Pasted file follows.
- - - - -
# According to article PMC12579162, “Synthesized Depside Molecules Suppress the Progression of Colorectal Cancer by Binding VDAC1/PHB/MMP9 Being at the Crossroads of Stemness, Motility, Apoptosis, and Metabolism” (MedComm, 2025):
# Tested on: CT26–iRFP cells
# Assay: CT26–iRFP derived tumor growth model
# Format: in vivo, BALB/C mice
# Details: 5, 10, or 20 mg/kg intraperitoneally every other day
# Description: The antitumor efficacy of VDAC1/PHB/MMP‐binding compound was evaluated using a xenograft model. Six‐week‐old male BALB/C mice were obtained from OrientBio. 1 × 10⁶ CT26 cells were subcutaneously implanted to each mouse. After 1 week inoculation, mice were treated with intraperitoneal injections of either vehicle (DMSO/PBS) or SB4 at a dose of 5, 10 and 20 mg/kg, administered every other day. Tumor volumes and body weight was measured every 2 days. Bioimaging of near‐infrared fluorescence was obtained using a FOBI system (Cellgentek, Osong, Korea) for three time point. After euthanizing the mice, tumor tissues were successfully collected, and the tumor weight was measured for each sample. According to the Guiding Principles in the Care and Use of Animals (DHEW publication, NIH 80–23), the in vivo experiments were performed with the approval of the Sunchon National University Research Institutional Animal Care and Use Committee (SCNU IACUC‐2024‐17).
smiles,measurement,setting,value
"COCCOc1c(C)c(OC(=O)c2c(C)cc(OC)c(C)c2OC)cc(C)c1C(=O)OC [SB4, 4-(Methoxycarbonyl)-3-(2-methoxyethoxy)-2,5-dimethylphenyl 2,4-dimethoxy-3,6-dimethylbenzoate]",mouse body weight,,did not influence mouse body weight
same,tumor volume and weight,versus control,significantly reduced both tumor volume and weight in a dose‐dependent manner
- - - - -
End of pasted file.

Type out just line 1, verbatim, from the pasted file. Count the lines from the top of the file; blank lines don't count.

# According to article PMC12579162, “Synthesized Depside Molecules Suppress the Progression of Colorectal Cancer by Binding VDAC1/PHB/MMP9 Being at the Crossroads of Stemness, Motility, Apoptosis, and Metabolism” (MedComm, 2025):